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“Feminine Beauty” Showcase

In the forests of the Bauges massif, cyclamens naturally bloom during the beautiful season. Quickly in the 19th century, the idea of picking a small bouquet as a souvenir of an excursion gains popularity. A trade then gets organized in Aix-les-Bains where vendors set up shop on the square in front of the thermal baths, with a basket in hand, to sell their small bouquets to the spa guests.

La Beauté au FémininKiosks follow, then florists also join in, and eventually, cyclamens soon adorn every street corner.

They are also found on various objects (posters, fans, invitation cards, postcards, or even newspaper and magazine covers).

In 1905, Queen Alexandra, wife of King Edward VII of England who succeeded his mother Victoria, “declares war on feathered hats” and particularly on egret and paradise plume trimmings. The queen is willing to tolerate ostrich feathers, which are obtained without the death of the bird, but finds a fashion that can only be satisfied by the massacre of innocent birds very cruel. While in Paris, the fashionable ladies resist, in leisure cities, their feathered hats are gradually criticized, since they also obstruct the view of spectacles.

Consensus soon asserts itself in Aix-les-Bains where the feather is abandoned, except for ostrich feathers, and elegance then unfolds on the theme of the floral hat, in a way, to honor the many Britons who frequent the city following Queen Victoria’s three visits in 1885, 1887, and 1890.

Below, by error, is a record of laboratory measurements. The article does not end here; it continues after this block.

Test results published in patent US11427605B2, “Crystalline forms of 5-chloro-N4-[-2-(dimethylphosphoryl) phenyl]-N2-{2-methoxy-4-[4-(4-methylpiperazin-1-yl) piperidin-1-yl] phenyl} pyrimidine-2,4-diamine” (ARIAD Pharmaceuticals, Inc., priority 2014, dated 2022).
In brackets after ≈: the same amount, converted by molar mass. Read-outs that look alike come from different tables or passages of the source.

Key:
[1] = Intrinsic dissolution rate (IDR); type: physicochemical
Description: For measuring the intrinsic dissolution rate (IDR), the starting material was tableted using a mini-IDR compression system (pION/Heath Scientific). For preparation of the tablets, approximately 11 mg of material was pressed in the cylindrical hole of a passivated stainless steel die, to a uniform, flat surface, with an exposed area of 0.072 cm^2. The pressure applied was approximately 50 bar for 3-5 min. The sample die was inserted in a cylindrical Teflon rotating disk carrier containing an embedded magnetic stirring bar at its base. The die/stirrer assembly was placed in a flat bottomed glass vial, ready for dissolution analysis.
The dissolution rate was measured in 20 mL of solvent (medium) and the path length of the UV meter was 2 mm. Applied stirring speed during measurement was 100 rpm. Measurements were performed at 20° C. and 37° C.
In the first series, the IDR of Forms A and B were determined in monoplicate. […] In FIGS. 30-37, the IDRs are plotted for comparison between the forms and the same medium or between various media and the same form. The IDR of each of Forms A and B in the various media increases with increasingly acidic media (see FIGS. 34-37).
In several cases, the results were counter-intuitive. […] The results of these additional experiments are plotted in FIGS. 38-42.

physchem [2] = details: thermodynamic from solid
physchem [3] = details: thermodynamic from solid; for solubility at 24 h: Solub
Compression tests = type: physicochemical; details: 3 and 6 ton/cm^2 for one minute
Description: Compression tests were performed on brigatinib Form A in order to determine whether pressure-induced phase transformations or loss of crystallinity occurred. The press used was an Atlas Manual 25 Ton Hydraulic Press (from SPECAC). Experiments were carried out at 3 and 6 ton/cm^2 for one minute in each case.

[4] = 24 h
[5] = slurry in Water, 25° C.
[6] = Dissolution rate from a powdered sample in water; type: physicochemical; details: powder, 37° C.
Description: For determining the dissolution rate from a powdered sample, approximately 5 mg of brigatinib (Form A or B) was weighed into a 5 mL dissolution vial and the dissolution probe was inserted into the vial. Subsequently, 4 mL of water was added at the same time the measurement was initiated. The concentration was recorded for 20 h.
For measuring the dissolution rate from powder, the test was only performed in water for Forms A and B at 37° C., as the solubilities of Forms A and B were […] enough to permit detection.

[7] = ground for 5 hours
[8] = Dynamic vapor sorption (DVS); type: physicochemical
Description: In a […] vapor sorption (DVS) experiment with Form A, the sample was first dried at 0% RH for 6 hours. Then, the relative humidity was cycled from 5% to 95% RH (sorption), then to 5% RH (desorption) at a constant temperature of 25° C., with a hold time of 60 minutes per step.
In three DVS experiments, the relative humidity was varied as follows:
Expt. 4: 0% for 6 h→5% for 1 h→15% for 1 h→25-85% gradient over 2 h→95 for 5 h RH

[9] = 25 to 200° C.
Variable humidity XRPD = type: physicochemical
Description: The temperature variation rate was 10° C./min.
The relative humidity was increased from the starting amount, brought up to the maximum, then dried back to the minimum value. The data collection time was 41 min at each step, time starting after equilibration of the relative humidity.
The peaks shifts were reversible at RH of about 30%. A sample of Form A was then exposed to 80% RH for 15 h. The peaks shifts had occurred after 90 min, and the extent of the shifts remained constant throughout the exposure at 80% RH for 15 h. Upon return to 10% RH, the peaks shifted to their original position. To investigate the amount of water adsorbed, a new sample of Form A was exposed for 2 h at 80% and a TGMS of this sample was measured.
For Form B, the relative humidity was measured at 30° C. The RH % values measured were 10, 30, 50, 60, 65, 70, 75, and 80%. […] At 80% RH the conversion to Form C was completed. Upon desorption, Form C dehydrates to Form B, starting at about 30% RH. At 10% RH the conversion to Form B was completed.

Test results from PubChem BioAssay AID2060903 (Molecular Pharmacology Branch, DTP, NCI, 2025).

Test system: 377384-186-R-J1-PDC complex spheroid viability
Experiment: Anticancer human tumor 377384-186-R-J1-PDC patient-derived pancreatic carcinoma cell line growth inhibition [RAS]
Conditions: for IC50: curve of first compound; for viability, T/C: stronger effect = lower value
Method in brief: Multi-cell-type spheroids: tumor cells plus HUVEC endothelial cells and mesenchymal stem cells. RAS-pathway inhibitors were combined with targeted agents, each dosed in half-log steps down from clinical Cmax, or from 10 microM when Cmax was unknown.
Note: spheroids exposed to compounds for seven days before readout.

On August 30, 1905, the fashion attached to this native plant is definitively consecrated with the “Cyclamen Festival” organized by the Casino of Aix-les-Bains. On that day, everyone is required to wear this flower, on the bodice for ladies, on the lapel for gentlemen. After a contest of flowered canes and umbrellas, a Cyclamen Polka is played in the gardens of the Casino, then the Aix-les-Bains ballet company performs the Waltz of the Cyclamens in the salons. The festival ends, of course, with a shower of cyclamens.

Furthermore, the monks of the Hautecombe Abbey extract a perfume from it, which is sold as a souvenir of the city, in small vials or bottles, in the same way that it is done today with Mimosa in the southeast of France.

In this showcase, among other objects of the feminine beauty necessities and some fashion engravings, we have gathered a lovely collection of these small cyclamen bottles, which you will also find in various places in the Château as a tribute to the flowery and bucolic character of the surroundings of Aix-les-Bains that people sought during the Belle Époque.

At the heart of this showcase, we have also placed an engraving of a round of croquet game played by ladies, as a nod to the game provided for guests to enjoy the gardens of Château Brachet in a playful manner.